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Repair of 450-year-old Tibetan Buddhist monastery to finish by yearend
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08:18, March 10, 2009

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China will conclude the third round of large-scale renovations on the Taer Monastery in northwest China's Qinghai Province by the end of 2009, said a monastery official here Monday.

Two of the four temples, the Great Temple of Golden Tiles and Jiujian temple, scheduled for the repair, are almost finished.

"The repair work of another two key buildings just started," Gyaltsen Wangdan, an official in charge of the monastery management, told Xinhua by phone.

The Taer Monastery, built in 1560, is currently undergoing its third large-scale renovation. The repair started in April 2008 with financial support of 25 million yuan (about 3.65 million U.S. dollars) from the central government.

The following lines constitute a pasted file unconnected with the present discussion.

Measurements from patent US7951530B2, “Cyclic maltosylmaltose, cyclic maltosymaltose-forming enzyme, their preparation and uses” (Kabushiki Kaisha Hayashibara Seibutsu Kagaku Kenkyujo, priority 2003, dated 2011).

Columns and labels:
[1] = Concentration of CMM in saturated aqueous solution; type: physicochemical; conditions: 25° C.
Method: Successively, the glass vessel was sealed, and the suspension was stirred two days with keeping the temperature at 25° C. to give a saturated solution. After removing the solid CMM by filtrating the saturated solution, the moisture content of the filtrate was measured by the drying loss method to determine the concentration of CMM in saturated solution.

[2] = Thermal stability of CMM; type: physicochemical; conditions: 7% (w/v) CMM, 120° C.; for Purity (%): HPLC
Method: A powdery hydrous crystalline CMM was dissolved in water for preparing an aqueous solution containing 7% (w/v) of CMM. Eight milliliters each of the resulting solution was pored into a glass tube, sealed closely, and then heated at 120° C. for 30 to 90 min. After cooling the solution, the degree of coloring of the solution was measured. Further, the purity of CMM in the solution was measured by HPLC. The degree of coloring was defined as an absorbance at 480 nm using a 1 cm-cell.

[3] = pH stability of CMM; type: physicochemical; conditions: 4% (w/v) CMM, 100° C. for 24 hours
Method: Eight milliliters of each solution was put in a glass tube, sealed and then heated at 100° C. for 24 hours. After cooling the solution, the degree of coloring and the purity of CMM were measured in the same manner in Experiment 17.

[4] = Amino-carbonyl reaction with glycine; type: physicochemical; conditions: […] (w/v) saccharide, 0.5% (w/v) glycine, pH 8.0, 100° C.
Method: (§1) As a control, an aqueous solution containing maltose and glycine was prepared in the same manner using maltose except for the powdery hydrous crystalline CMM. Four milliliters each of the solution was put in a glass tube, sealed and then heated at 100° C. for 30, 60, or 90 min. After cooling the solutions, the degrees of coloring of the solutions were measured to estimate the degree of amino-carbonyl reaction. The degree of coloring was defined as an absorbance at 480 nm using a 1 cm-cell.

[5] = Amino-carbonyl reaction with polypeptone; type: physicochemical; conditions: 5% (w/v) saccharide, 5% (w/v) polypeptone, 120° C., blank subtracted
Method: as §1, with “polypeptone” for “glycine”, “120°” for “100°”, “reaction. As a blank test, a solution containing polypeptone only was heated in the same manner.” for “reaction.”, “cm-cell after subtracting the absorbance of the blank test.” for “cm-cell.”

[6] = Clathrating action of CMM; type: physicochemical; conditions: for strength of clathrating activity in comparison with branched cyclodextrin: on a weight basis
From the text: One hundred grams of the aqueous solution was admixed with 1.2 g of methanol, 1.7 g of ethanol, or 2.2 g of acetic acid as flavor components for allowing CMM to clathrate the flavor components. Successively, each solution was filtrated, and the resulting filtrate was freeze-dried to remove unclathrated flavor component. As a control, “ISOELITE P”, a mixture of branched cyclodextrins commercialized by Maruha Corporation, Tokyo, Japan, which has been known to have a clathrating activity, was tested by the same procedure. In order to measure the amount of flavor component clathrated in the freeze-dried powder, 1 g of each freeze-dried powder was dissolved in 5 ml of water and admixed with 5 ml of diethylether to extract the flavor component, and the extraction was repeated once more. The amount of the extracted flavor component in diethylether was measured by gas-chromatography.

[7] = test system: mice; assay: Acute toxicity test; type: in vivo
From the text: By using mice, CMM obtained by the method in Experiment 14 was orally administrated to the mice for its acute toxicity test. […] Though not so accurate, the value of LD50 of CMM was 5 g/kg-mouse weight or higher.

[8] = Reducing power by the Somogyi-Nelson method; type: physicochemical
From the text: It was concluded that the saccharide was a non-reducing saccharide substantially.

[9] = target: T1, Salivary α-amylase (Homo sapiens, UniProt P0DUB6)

The Taer Monastery is one of the six biggest temples of the Gelug Sect in Tibetan Buddhism. It was built by the Guru Tson-Khapa, founder of the Gelug Sect and the teacher of the first Panchen Lama and the first Dalai Lama.

The monastery is well known for its brilliant architectural construction, about 20,000 religious paintings, appliques and butter sculptures. However, in the past four centuries, it has been damaged by fires, earthquakes, landslides and foundation subsidence.

China conducted a four-year renovation to the monastery in 1992 at a cost of 37 million yuan (5.3 million U.S. dollars). The second repair was launched in 2001 on the main palace at a cost of more than 30 million yuan.

Jianzan said the monastery might have further repair if necessary.

According to the provincial cultural heritage bureau, China has been spending more than a hundred million yuan in recent years repairing Tibetan Buddhist monasteries in Qinghai.

As of the end of 2008, the country spent another 25 million yuan repairing the 700-year-old Rongwo Monastery in southeastern Qinghai's Huangnan Tibetan Autonomous Prefecture. The monastery is now in the fifth stage of a large-scale repair project.

Other Tibetan Buddhist buildings in repair include the 600-year-old Qutan Monastery and the 500-year-old Jade Emperor Pavilion.

Source: Xinhua

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